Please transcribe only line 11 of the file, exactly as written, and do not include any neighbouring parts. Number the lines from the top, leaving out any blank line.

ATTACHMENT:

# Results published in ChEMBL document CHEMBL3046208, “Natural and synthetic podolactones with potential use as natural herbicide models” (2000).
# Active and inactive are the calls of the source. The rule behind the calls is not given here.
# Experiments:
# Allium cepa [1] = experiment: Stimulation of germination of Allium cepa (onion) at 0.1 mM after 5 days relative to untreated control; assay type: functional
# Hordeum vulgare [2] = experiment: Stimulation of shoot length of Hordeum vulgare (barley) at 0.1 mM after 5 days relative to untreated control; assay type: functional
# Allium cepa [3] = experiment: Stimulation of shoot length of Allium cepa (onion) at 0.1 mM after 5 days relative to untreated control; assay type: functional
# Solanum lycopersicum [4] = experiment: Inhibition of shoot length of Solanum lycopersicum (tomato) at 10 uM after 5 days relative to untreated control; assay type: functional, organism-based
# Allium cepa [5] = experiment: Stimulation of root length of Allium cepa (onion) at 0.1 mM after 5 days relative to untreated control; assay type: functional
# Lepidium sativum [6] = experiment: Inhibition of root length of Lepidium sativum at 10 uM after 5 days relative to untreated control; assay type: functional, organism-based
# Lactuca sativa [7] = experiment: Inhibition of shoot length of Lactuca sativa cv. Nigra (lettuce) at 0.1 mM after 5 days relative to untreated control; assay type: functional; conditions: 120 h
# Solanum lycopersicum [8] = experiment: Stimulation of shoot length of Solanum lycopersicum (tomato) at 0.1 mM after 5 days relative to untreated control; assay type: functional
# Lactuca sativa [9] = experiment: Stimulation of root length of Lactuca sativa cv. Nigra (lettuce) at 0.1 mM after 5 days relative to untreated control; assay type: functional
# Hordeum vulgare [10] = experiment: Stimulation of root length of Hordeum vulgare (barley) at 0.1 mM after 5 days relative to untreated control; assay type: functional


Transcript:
# Solanum lycopersicum [8] = experiment: Stimulation of shoot length of Solanum lycopersicum (tomato) at 0.1 mM after 5 days relative to untreated control; assay type: functional